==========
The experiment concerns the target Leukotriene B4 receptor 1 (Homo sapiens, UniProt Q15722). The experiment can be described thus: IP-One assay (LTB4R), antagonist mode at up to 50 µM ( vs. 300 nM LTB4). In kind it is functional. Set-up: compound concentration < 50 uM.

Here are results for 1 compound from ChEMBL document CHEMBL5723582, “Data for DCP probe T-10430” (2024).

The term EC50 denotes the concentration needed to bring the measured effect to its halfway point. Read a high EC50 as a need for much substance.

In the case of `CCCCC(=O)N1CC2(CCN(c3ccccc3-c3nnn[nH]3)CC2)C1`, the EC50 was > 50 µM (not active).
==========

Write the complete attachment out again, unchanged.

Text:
The experiment concerns the target Leukotriene B4 receptor 1 (Homo sapiens, UniProt Q15722). The experiment can be described thus: IP-One assay (LTB4R), antagonist mode at up to 50 µM ( vs. 300 nM LTB4). In kind it is functional. Set-up: compound concentration < 50 uM.

Here are results for 1 compound from ChEMBL document CHEMBL5723582, “Data for DCP probe T-10430” (2024).

The term EC50 denotes the concentration needed to bring the measured effect to its halfway point. Read a high EC50 as a need for much substance.

In the case of `CCCCC(=O)N1CC2(CCN(c3ccccc3-c3nnn[nH]3)CC2)C1`, the EC50 was > 50 µM (not active).